After yesterday’s 6 ½ mile walkfest, I thought I’d be sore all over. Other than a small bllister on my right foot, I think my decrepit body has weathered the storm quite nicely.
My daughter spent Saturday playing goalie at a high school lacrosse event. She went out Saturday night and managed to turn her ankle. This is the same ankle that she hideously turned in a high school basketball game. She was doing the RICE (rest, ice, compression, elevation) thing yesterday and left the house on crutches this morning. Until the ankle calms down, she will be unable to drive to school. (Mrs. Rootchopper did the driving today, but I expect that my bike commuting will get pre-empted several times this month.) She’s on crutches for now. The upside is that all the contusions from Saturday’s event will be allowed to heal.
I left home on Big Nellie in broad daylight. What a treat! The sun was right in my eyes several times. I am going to have to start wearing sunglasses. The wind was not a treat. It was blowing in my face the whole way to work. At one point I started down a slight decline on the Mount Vernon Trail. In spite of my faired recumbent, the wind kept my speed down to 12 miles per hour. I passed Bob (Don’t Call Me Rachel) Cannon on his way south. He was all smiles. My misery + his glee = bike karma.
Near Gravelly Point, a cross gust nearly pushed me off the trail and into the river. I felt like I was drunk just trying to bike in a straight line took concentration.
When I got to Rosslyn, the headwind became a tailwind, then a sidewind, then a tailwind again as I navigated the urban canyon. Make up your mind, Mr. Wind!!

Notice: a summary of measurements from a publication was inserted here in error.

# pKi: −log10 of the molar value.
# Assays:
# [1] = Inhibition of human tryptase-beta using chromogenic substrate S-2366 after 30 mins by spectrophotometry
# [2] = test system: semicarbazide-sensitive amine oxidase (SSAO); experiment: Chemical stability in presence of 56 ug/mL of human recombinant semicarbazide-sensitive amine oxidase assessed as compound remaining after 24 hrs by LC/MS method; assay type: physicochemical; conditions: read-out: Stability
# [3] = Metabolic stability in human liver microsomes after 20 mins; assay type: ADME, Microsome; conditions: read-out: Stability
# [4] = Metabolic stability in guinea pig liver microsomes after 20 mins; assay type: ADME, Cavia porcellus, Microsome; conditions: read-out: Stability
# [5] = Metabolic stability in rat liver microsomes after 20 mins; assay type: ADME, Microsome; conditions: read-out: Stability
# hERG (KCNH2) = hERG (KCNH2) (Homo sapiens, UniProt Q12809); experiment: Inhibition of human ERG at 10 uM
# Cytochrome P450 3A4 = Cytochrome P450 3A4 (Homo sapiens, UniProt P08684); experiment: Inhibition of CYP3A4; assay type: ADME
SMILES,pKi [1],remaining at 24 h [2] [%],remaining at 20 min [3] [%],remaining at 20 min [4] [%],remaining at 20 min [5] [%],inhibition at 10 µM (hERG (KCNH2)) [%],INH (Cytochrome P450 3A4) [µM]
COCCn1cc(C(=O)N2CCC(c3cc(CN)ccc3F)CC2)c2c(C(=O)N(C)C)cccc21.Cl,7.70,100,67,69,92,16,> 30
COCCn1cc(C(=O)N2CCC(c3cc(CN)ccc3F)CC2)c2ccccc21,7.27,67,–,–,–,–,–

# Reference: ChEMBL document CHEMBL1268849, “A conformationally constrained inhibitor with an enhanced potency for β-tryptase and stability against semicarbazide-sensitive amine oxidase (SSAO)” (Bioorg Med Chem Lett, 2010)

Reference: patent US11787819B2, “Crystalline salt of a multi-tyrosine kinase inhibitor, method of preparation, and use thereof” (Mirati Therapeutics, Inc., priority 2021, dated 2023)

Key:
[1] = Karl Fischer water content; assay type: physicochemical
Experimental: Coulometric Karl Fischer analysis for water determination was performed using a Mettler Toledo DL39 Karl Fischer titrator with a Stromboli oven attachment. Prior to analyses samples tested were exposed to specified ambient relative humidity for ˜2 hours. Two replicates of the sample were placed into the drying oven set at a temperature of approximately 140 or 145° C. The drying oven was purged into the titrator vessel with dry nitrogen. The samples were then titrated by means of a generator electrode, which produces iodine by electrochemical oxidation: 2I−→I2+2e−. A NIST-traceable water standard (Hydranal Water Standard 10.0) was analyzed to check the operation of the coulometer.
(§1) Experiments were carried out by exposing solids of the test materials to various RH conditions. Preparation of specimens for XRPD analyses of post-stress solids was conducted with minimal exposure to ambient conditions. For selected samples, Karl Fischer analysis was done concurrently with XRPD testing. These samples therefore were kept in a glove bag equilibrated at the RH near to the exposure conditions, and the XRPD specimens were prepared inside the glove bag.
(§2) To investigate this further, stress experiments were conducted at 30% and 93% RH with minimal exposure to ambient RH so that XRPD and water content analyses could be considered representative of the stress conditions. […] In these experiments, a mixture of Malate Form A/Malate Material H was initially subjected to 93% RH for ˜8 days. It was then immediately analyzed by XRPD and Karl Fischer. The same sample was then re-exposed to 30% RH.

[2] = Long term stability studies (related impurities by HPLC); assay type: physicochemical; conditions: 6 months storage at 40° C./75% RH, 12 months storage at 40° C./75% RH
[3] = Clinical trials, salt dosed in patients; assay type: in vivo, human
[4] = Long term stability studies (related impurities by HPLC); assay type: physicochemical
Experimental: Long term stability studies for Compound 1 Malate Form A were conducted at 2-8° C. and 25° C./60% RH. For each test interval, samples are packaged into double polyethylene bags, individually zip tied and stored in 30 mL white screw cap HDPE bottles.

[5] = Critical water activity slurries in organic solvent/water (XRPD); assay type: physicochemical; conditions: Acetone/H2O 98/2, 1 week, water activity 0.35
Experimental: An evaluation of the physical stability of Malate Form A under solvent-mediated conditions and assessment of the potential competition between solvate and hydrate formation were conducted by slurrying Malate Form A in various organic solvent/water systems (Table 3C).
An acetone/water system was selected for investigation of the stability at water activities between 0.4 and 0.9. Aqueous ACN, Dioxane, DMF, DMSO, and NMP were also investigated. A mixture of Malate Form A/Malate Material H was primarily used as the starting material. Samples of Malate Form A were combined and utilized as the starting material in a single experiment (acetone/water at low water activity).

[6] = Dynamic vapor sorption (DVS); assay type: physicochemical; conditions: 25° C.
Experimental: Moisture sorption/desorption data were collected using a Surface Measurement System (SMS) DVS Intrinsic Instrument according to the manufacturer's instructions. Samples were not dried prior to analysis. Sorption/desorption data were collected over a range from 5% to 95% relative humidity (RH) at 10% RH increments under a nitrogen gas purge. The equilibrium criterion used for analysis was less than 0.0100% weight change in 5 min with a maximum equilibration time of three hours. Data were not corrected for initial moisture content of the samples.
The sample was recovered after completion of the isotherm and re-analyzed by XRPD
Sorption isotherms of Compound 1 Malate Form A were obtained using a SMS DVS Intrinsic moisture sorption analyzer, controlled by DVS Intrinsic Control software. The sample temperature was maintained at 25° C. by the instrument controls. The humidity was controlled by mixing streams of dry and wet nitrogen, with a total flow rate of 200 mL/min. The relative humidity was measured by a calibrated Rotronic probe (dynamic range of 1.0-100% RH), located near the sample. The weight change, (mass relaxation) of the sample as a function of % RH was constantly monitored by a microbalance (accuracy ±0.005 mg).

I wore overboots to keep my feet warm. It was 30 degrees when I left the house, and the sun warmed things up a few degrees during the commute. The boots were no match for the wind. At lunchtime my feet were still cold.
During the day I learned that Bike to Work Day registration opened today. I signed up immediately.
The ride home was as pleasant as the ride in was harsh thanks to a mighty tailwind and my surprisingly springy legs. Distance walking will cure what ails you.
The misery on the faces of cyclists headed in my direction looked familiar. One guy in particular looked unhappy. He had nothing on his head and an overcoat that seemed to have quite a few gaps to let the wind in.
I followed a ride down Collingwood Road near my house. He had a headlight that was pointed down at his pedals and a blinky light that was low on juice. He probably had no idea that he was barely visible in the twilight. Batteries are much cheaper than emergency rooms. The dude should spring for a few AAAs.